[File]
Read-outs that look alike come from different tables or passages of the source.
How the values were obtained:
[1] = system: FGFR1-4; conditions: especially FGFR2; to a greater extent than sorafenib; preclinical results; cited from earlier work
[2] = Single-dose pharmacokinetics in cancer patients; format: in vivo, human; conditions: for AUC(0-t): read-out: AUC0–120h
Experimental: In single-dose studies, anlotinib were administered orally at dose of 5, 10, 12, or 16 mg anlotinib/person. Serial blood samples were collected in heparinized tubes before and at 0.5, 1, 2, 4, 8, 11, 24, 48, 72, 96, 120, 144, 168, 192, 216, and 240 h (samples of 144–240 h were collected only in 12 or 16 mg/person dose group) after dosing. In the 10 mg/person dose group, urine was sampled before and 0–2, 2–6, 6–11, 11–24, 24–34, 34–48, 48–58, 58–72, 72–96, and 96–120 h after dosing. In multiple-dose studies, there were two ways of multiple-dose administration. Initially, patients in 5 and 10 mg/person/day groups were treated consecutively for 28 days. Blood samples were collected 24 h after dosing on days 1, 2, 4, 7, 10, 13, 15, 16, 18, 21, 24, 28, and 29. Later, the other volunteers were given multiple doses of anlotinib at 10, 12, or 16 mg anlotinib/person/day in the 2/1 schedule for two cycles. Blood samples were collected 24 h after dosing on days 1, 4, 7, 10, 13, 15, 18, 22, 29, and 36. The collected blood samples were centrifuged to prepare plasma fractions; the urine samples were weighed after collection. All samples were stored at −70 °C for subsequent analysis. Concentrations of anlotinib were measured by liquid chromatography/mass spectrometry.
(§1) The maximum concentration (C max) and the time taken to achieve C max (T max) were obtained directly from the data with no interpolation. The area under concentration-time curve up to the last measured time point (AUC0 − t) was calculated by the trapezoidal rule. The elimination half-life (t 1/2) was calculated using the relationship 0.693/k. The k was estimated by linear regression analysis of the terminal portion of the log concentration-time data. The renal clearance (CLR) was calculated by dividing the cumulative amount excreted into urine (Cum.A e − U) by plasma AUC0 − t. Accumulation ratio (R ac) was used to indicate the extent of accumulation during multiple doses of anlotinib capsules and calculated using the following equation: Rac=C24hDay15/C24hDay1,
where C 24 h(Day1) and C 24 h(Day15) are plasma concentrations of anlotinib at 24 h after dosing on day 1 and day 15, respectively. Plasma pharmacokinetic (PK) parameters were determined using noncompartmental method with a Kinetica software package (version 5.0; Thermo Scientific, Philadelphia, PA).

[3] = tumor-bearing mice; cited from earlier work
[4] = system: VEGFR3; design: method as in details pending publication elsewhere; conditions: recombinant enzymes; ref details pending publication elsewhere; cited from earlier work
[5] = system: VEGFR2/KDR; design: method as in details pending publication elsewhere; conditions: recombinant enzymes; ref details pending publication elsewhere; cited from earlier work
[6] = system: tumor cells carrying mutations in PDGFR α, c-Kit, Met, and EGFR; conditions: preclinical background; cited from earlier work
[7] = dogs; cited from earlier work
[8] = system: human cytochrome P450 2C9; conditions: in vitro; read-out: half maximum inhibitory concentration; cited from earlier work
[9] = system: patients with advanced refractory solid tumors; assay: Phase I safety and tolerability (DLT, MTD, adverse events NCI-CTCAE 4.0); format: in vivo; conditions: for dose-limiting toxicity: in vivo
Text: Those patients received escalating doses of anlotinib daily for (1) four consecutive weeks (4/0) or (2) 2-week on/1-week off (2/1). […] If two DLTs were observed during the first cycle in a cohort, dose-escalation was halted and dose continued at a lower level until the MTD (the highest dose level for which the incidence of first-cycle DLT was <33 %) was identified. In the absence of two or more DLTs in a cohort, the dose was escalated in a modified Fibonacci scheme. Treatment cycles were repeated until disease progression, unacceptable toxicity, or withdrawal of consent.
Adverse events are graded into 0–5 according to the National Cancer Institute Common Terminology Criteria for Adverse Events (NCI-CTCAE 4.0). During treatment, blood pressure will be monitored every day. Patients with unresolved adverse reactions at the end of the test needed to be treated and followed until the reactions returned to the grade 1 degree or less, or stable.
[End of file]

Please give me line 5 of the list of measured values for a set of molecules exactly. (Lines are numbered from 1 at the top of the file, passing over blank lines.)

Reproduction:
Experimental: In single-dose studies, anlotinib were administered orally at dose of 5, 10, 12, or 16 mg anlotinib/person. Serial blood samples were collected in heparinized tubes before and at 0.5, 1, 2, 4, 8, 11, 24, 48, 72, 96, 120, 144, 168, 192, 216, and 240 h (samples of 144–240 h were collected only in 12 or 16 mg/person dose group) after dosing. In the 10 mg/person dose group, urine was sampled before and 0–2, 2–6, 6–11, 11–24, 24–34, 34–48, 48–58, 58–72, 72–96, and 96–120 h after dosing. In multiple-dose studies, there were two ways of multiple-dose administration. Initially, patients in 5 and 10 mg/person/day groups were treated consecutively for 28 days. Blood samples were collected 24 h after dosing on days 1, 2, 4, 7, 10, 13, 15, 16, 18, 21, 24, 28, and 29. Later, the other volunteers were given multiple doses of anlotinib at 10, 12, or 16 mg anlotinib/person/day in the 2/1 schedule for two cycles. Blood samples were collected 24 h after dosing on days 1, 4, 7, 10, 13, 15, 18, 22, 29, and 36. The collected blood samples were centrifuged to prepare plasma fractions; the urine samples were weighed after collection. All samples were stored at −70 °C for subsequent analysis. Concentrations of anlotinib were measured by liquid chromatography/mass spectrometry.